• The Saints lost a few players to injury during their win over the Jets on Sunday afternoon. Guard Larry Warford and tight end Michael Hoomanawanui both were forced to leave the game with concussions, according to Joel Erickson of The New Orleans Advocate. Erickson adds that guard Andrus Peat was also active to start the contest, but was held out because of a groin injury. He was available in an emergency role, with backup guards Senio Kelemete and Josh LeRibeus taken the starting sports when both starting offensive lineman were unable to play. Hopefully all three players will recover fully for the team’s critical Week 16 affair against the Falcons. The game will have major implications to who ultimately will win the ultra-competitive NFC South.
  • Vikings wide receiver Michael Floyd expressed that he is more at peace and hopes to be back in Minnesota next year, in a deep diving piece from Chris Tomasson of the Twin Cities Pioneer Press. “I would like to stay here, for sure,” Floyd said. “I love this place.” While the former Cardinals and Pats wideout has seemingly got his life together, it’s an uphill battle considering the quality depth of the position on the team, which includes Stefon Diggs, Adam Thielen, Laquon Treadwell and Jarius Wright.

NFC Notes: Saints, Cards, Bears, Packers

With left tackle Terron Armstead is set to miss a portion of the 2017 season after undergoing labrum surgery, the Saints would prefer to place Ryan Ramczyk or Khalif Barnes on the blindside instead of shifting Andrus Peat from left guard, according to Josh Katzenstein of NOLA.com. Barnes is the far more experienced option, as the 35-year-old has appeared in 151 games (117) starts during 11-year NFL career. Ramczyk, on the other hand, was just selected with the final pick of the first round in the 2017 draft. Peat, meanwhile, played left tackle at Stanford and has split time between tackle and guard with New Orleans.

Here’s more from the NFC:

  • Although cornerback Brandon Flowers is scheduled to meet with the Cardinals on Wednesday, head coach Bruce Arians says the club isn’t necessarily looking at the veteran defender as a starting-caliber player, according to Darren Urban of AZCardinals.com. As such, Arizona’s interest in Flowers shouldn’t be viewed as a comment on Justin Bethel, who is currently projected to start opposite Patrick Peterson. The Cardinals recently lost two backup defensive backs — Jumal Rolle and Elie Bouka — to minor injuries, so a Flowers addition would be a solid depth addition as the team heads to training camp.
  • Bears defensive lineman Jaye Howard has hired David Canter as his new representation, tweets Brad Biggs of the Chicago Tribune. Howard signed a one-year deal worth the veteran’s minimum earlier this offseason, but the pact could be worth as much as $4MM through incentives. Given that he’s still relatively young (28) and has been productive in the past, Howard could be in line for a lengthier contract next spring if he plays well in 2017.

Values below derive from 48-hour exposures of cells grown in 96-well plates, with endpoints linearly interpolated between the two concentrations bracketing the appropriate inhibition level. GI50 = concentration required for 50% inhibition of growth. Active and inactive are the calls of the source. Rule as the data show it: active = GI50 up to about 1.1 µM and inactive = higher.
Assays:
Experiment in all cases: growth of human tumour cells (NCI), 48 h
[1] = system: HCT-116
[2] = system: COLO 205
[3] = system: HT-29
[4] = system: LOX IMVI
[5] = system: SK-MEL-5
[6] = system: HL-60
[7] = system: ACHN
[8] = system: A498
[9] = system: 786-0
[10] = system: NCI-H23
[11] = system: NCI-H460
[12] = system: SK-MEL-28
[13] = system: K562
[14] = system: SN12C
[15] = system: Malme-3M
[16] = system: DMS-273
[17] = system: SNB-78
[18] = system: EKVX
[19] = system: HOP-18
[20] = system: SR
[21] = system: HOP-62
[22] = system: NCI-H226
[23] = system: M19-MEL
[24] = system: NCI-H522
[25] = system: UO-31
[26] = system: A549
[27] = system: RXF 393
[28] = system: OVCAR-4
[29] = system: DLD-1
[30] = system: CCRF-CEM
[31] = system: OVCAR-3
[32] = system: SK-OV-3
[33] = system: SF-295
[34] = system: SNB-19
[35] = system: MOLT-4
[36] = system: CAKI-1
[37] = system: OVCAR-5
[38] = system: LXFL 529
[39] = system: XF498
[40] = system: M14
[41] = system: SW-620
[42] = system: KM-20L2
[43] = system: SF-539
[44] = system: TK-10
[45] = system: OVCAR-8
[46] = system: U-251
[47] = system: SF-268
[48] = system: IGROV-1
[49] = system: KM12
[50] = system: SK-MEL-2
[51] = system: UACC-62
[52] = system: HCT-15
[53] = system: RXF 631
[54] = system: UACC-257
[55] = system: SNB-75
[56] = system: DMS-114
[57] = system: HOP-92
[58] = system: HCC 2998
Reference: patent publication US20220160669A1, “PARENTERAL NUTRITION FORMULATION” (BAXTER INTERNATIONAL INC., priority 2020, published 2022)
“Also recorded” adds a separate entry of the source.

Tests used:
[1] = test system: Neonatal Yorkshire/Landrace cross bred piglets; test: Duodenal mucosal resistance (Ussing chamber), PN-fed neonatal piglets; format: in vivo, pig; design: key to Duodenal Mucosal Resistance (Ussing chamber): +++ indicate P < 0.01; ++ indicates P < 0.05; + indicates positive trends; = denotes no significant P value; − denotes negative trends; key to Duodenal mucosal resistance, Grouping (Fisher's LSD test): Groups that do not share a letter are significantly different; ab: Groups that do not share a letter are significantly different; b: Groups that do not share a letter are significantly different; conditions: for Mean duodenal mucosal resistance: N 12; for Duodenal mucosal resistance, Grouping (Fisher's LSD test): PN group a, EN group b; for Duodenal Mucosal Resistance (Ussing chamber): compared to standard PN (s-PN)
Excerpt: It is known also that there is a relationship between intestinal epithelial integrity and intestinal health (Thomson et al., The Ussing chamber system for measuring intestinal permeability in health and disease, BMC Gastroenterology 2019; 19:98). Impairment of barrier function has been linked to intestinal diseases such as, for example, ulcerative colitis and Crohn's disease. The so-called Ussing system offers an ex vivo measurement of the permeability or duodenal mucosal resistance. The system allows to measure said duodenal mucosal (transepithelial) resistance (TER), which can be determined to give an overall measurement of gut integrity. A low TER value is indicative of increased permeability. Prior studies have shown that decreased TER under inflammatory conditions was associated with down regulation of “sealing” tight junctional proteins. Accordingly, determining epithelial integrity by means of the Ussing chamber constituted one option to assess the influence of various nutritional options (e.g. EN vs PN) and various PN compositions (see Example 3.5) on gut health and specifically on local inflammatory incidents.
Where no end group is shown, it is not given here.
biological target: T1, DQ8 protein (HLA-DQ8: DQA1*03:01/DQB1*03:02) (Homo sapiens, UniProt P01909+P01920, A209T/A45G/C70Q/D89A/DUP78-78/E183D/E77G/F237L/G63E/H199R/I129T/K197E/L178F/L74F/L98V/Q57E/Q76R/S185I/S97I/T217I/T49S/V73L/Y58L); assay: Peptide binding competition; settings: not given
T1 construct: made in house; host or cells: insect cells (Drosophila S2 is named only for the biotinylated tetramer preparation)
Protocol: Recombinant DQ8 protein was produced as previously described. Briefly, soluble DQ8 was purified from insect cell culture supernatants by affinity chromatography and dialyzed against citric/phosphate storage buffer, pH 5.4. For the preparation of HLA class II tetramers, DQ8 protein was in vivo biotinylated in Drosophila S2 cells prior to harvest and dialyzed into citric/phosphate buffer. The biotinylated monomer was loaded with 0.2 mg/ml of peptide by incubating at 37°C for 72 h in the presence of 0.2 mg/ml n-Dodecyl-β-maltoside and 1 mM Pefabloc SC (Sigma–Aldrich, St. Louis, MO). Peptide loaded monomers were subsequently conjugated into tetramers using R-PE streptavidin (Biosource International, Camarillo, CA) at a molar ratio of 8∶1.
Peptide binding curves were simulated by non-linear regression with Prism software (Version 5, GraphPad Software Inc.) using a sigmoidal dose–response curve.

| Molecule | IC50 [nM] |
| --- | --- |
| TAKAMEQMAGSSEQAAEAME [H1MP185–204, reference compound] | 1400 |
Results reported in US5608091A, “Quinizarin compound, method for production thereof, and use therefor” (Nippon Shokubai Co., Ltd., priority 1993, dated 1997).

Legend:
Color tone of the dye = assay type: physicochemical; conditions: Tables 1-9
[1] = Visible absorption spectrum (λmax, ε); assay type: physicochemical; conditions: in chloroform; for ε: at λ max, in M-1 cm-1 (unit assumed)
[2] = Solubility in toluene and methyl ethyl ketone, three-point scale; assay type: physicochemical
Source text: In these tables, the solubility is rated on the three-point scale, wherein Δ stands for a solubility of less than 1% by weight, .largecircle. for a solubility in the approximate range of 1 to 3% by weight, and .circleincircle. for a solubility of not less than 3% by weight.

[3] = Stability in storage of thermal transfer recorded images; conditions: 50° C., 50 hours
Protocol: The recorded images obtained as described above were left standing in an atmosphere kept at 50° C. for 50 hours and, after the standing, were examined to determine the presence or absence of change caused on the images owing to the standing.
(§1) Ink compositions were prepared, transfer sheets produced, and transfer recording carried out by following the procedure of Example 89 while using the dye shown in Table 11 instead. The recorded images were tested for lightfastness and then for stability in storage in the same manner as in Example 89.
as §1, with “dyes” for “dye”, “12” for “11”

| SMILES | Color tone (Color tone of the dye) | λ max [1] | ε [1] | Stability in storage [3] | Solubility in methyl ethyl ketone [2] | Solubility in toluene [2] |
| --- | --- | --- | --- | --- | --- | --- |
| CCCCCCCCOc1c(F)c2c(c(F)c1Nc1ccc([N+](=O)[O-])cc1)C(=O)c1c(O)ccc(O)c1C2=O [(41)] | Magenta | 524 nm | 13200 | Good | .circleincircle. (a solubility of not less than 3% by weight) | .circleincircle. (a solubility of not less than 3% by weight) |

• Entering his third season as the Bears‘ general manager, Ryan Pace is building the Chicago roster in the mold of the Saints, the club with which Pace spent most of his career prior to heading to the Windy City, as Adam Jahns of the Chicago Sun-Times writes. Pace and the rest of the Chicago front office is clearly hoping No. 2 overall selection Mitch Trubisky turns into the next Drew Brees, but other points of comparison are apt, as well. Second-round tight end Adam Shaheen could have the game-breaking ability of a Jimmy Graham, while fourth-round running back Tarik Cohen may prove to be a passing game weapon like Darren Sproles.
  • The Packers announced a series of personnel changes on Tuesday, with the most notable being college scout John Wojciechowski‘s promotion to director of pro personnel. Wojciechowski, who has also worked for the Cowboys, Jaguars, and Steelers, has been with Green Bay since 2012. The rest of the Packers’ front office changes, all of which include promotions or hirings in the scouting department, can be found at the link.

Extra Points: Bosa, 49ers, Tebow, McPhee

Joey Bosa‘s switch in lead agents helped end the stalemate between him and the Chargers, as Michael Gehlken of the San Diego Union-Tribune writes. Bosa’s camp shifted from Brian Ayrault to Todd France — each of whom work for CAA — after Ayrault rejected San Diego’s most recent offer. Because the club said it would only reduce its proposal from there, the agency decided to try a new strategy. “Good cop, bad cop,” one source told Gehlken.

Another key in ending the negotiations was the Chargers agreeing to language that would protect Bosa’s roster bonuses, according to Albert Breer of TheMMQB.com (Twitter link). The former Ohio State Buckeye will receive 85% of his signing bonus in 2016, and the rest in 2017, per Breer, which represents a compromise between the two sides.

Here’s more from around the NFL:

  • The 49ers could choose to put quarterback Colin Kaepernick “on ice” in 2016 in order to ensure that his injury guarantees do not kick in, as Breer tweets. San Francisco would be employing a similar tactic used by the Redskins last year with Robert Griffin III. Kaepernick’s $11.9MM salary for the upcoming season is fully guaranteed, but a report this morning indicated that the club could still cut the sixth-year QB.
  • Roughly half of MLB will be represented at Tim Tebow‘s baseball workout tomorrow, reports Jon Morosi of FOX Sports (Twitter link). Prior to the start of the season, Tebow reportedly worked out for the Dodgers and the team showed some level of interest in him afterward. Of course, the former NFL quarterback faces an uphill climb as he hasn’t played baseball full-time since 2005.